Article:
Could Modified Mosquitoes Stop Zika Virus?

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As health officials are warning people to take precautions agains the spread of the Zika virus, new high-tech mosquitoes are being looked to as a possible solution.

The idea for the modified mosquitoes came after concerns rocketed last year after the discovery that Brazilian babies with unusually small skulls and brains were born to mothers who contracted the virus while pregnant. Brazil’s Zika woes continue as athletes, fans, journalists and others from around the globe prepare to converge on Rio de Janeiro for the 2016 Summer Olympics.

Oxitec, a British biotechnology company, is testing its genetically modified male Aedes aegypti mosquitoes in Key Haven, Florida.

Oxitec’s male mosquitoes mate with wild female Aedes aegypti, producing offspring that “have a very high probability of dying before they reach adulthood,” according to the company, whose experiments “have resulted in reduction of the wild population by more than 90 percent,” says Oxitec spokesman Matthew Warren. “Existing methods to control the Aedes aegypti mosquito, such as insecticides, are only 30 to 50 percent effective, at best.”

More than 150 million Oxitec mosquitos have been released, Warren says, with no reported adverse effects. Oxitec’s solution, however, only targets one mosquito species. Also, if this method persists, pesticides no longer could be used against the insects, since they would kill both the dangerous female mosquitoes and the modified males.

Oxitec’s mosquitos are one possible approach to a larger program, says FDA spokeswoman Theresa Eisenman. “However, it is too early to say with any certainty whether such an approach would be successful.”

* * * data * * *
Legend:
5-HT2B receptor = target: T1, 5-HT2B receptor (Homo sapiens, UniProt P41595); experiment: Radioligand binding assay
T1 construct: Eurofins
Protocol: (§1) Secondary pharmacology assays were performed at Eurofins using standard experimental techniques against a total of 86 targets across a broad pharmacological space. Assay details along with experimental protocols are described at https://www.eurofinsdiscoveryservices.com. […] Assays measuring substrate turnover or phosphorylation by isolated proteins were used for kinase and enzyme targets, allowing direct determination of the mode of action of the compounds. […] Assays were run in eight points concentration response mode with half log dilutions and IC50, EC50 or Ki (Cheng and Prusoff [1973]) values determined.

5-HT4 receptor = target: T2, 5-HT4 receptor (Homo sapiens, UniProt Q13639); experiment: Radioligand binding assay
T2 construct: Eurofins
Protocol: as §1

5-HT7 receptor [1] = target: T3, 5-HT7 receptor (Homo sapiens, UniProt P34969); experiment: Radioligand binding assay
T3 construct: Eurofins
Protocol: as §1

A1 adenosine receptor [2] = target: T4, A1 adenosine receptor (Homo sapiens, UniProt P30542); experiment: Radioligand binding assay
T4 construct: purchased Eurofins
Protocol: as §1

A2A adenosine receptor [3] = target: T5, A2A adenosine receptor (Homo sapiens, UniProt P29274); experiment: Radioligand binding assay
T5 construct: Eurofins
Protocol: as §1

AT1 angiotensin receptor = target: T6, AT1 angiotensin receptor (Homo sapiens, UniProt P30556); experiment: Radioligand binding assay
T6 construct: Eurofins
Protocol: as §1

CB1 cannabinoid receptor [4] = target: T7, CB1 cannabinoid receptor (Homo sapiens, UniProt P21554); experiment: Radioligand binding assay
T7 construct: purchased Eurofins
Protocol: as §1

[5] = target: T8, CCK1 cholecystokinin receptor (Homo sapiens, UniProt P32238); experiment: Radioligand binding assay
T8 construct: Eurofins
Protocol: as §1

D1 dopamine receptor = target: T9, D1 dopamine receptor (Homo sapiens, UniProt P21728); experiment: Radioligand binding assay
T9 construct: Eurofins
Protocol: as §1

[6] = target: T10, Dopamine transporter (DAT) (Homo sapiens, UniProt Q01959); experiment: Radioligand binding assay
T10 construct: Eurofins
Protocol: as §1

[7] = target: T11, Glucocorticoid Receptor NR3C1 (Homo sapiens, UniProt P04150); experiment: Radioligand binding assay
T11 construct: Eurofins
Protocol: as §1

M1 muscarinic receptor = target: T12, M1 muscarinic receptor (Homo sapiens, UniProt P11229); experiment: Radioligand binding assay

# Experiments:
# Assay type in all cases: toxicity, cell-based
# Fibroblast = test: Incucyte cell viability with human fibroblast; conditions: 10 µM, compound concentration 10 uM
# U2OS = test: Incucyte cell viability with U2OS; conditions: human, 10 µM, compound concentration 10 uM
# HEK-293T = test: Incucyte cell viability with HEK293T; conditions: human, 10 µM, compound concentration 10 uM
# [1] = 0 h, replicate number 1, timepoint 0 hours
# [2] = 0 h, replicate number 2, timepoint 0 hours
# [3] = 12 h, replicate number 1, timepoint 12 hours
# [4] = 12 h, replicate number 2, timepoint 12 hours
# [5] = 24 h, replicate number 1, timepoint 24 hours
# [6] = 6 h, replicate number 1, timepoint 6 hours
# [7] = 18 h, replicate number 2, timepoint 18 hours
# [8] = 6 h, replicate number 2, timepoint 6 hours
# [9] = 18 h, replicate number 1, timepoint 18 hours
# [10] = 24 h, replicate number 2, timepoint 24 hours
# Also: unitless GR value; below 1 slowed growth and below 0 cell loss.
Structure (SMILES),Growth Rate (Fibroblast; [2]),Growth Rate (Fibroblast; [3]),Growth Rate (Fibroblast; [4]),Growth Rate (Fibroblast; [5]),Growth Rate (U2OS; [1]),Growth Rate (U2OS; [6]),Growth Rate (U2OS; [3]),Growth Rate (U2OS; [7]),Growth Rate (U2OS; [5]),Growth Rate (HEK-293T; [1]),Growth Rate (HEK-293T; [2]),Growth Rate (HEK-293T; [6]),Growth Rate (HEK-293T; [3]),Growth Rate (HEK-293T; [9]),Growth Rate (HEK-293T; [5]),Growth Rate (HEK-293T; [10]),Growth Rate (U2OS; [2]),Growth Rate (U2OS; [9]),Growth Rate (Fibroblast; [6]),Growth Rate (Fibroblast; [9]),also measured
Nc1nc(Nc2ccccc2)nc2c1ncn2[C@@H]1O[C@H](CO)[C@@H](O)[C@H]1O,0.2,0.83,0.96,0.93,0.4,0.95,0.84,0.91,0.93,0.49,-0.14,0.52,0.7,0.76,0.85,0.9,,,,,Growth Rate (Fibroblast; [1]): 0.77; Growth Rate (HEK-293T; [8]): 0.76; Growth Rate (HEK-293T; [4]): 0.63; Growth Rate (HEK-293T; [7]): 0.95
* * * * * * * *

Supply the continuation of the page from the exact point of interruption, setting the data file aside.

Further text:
Zika’s potential to spring from so-called mosquito “nurseries” in the Southern states could hammer all of us as summer heats up, but Atlanta in particular. According to Orkin, the ATL has the nation’s worst mosquito problem. The bugs only need standing water to spawn.

“The mosquitoes that spread Zika virus will bite four or five people before they are satisfied,” says Nancy Nydam, spokeswoman for Georgia’s health department. She said people should use insect repellent, eliminate standing water around their homes and stay indoors during dawn and dusk, when mosquitos are most active.

The CDC reported  between January 1, 2015 and May 18, all 544 of the U.S. Zika cases are travel-associated, meaning the virus was originally contracted abroad. To date, 157 pregnant women in the U.S. have reported symptoms.

New York logged 114 travel-related cases, the highest number in America. Florida was second with 109, and California’s 44 cases put it in third. Texas was fourth, with 35 reported infections.

Among 836 Zika cases in U.S. territories, 832 were contracted locally. These include 803 infected people in Puerto Rico, 15 in the Virgin Islands and 14 in American Samoa.

Scientists believe Zika spreads when a female mosquito feeds off of an infected person and later bites a new victim. Harmless male mosquitoes feed on flower nectar. The Aedes aegypti, which lives in the Deep South, is one of several mosquitoes that scientists believe spread the virus. Zika also can be transmitted through sexual intercourse with an infected partner. Symptoms, while rare, can last for a week and range from a mild fever to muscle and joint pain.

Fulton County, which includes Atlanta, is one of several areas battling potential local Zika infections. Specialists there are working with Georgia’s Department of Public Health and the Atlanta-based U.S. Centers for Disease Control and Prevention to monitor outbreaks and educate the community.

An $85-million fund is available to states, cities and territories at risk of Zika outbreaks, the CDC announced this past May. The money is only a bandage for the cash needed to properly finance Zika prevention, says Dr. Stephen C. Redd, a director at the agency. More money from Congress is needed, he adds.

That said, a still-undiscovered Zika vaccine and improved sanitation would be more effective solutions, said Jaydee Hanson, senior policy analyst for the Center for Food Safety.

“People like magic,” says Hanson. “We want easy answers and we like technology. I’m a big fan of technology, but it needs to be assessed for it what it can do.”